Method of Producing Bio-Based PET: Agricultural Waste Steams

A particular embodiment encompasses a method of producing a bio-based PET from agricultural waste comprising the following steps: a) collecting an agricultural waste stream; b) refining the agricultural waste stream into a MEG; and c) melt polymerizing the MEG with a TA to form a PET. In a more particular embodiment, the TA may be a bio-based TA. In one embodiment, the method further comprises solid state polymerizing the PET to form a PET resin. More particularly, the agricultural waste stream may be selected from sugar husk, bagasse, corn stover, woodchips, other agricultural waste streams and products, and combinations thereof.

Recycling Bio-Based PET Packaging

Once a bio-based PET packaging is filled with a product, the bio-based PET packaging may be distributed to a consumer through marketing outlets and other means. After the product is removed or consumed, the used bio-based PET packaging may be collected in a recycle supply chain. The recycle supply chain may include, but is not limited, one or more of the an organized array of curb side pickup, special containers available to the public in building, at events, and in other locations, using designated collection sites, and municipal recycling programs. After entering the recycle supply chain, the used bio-based PET packaging may be processed into a PET chip. The term “PET chip” as used herein refers to PET resin in the forms of chips (or sometimes referred to as pellets) and flakes that are primarily made form used PET packaging, including used bio-based PET packaging and used petroleum-based PET packaging. PET chips typically require only minimal cleaning and re-melting in order to be used in a new PET packaging.

The used bio-based PET packaging may also be processed to a recycled MEG or a recycled TA by chemical depolymerization methods such as hydrolysis, methanolysis, glycolysis, alcoholysis, aminolysis and combinations thereof. The PET chip, the recycled MEG, and/or the recycled TA may be further processed to form new bio-based PET products. Under the industrial recycling operations available today, existing recycle supply chains are unlikely to recover a sufficient amount of used bio-based PET packaging to generate all the new PET products in demand. Thus, a supply of new bio-based MEG and new bio-based-TA will need to be continually produced to satisfy demands.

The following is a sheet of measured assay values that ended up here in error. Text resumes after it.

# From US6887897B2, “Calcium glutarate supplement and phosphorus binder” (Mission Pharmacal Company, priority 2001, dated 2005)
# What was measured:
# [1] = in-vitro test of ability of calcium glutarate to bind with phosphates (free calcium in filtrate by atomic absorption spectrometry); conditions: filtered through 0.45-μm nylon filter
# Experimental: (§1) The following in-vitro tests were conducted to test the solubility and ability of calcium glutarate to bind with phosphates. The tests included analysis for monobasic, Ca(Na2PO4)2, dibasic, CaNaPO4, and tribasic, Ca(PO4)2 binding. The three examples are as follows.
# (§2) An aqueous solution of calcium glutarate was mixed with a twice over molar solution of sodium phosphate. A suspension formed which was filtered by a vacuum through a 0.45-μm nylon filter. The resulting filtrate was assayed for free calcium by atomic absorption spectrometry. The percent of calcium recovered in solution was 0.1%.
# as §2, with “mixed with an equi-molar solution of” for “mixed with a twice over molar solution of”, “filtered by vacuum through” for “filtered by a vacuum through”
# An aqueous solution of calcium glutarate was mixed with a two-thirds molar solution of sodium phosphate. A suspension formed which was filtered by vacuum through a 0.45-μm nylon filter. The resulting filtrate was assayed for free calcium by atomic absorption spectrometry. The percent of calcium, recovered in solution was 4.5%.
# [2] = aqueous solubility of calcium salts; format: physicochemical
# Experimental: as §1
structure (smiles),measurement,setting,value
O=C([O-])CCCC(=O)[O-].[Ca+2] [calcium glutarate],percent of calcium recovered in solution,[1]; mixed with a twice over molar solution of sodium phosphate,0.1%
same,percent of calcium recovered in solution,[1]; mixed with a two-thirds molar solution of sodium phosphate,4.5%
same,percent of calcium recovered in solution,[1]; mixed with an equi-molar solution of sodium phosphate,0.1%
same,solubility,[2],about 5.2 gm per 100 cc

Referring to FIG. 3, a particular embodiment of the present invention encompasses a method of recycling a used bio-based PET packaging 302a comprising the steps of: a) processing a used bio-based PET 302a through a PET processing center to produce at least one recycled material 303 selected from a PET chip 306, a recycled MEG 308, a recycled TA 310, and combinations thereof. Alternatively, the method further comprises separating the at least one recycled material 303 into groups of PET chips 306, recycled MEG 308, and recycled TA 310. In one embodiment, the recycled material is a PET chip 306 and the method further comprises routing the PET chip to a molding process. Alternatively, the recycled material is a recycled MEG 308 or a recycled TA 310 and the method optionally comprises combining the recycled MEG 308 with a new bio-based MEG 312 to form a combination MEG and combining the recycled TA 310 with a new bio-based TA 313 to form a combination TA. More particularly, the method comprises polymerizing the combination MEG and the combination TA to form a new PET. Yet more particularly, the method comprises combining the recycled MEG with the new MEG at a specific ratio. Even more particularly, the method comprises combining the recycled TA with the new TA at a specific ratio. Alternatively, the new PET may be combined with the PET chip 306 to produce a PET container 302b.

Thus, a sustainable bio-based packaging may be created by utilizing both new MEG and TA made from fresh bio-based materials and recycled MEG and TA made from recycled bio-based materials.

The capabilities of the present invention can be implemented in software, firmware, hardware or combinations thereof.

As one example, one or more aspects of the present invention can be included in an article of manufacture (e.g., one or more computer program products) having, for instance, computer usable media. The media has embodied therein, for instance, computer readable program code means for providing and facilitating the capabilities of the present invention. The article of manufacture can be included as a part of a computer system or sold separately.

Additionally, at least one program storage device readable by a machine, tangibly embodying at least one program of instructions executable by the machine to perform the capabilities of the present invention can be provided.

The flow diagrams depicted herein are just examples. There may be many variations to these diagrams or the steps (or operations) described therein without departing from the spirit of the invention. For instance, the steps may be performed in a differing order, or steps may be added, deleted or modified. All of these variations are considered a part of the claimed invention.

While the preferred embodiment to the invention has been described, it will be understood that those skilled in the art, both now and in the future, may make various improvements and enhancements which fall within the scope of the claims which follow.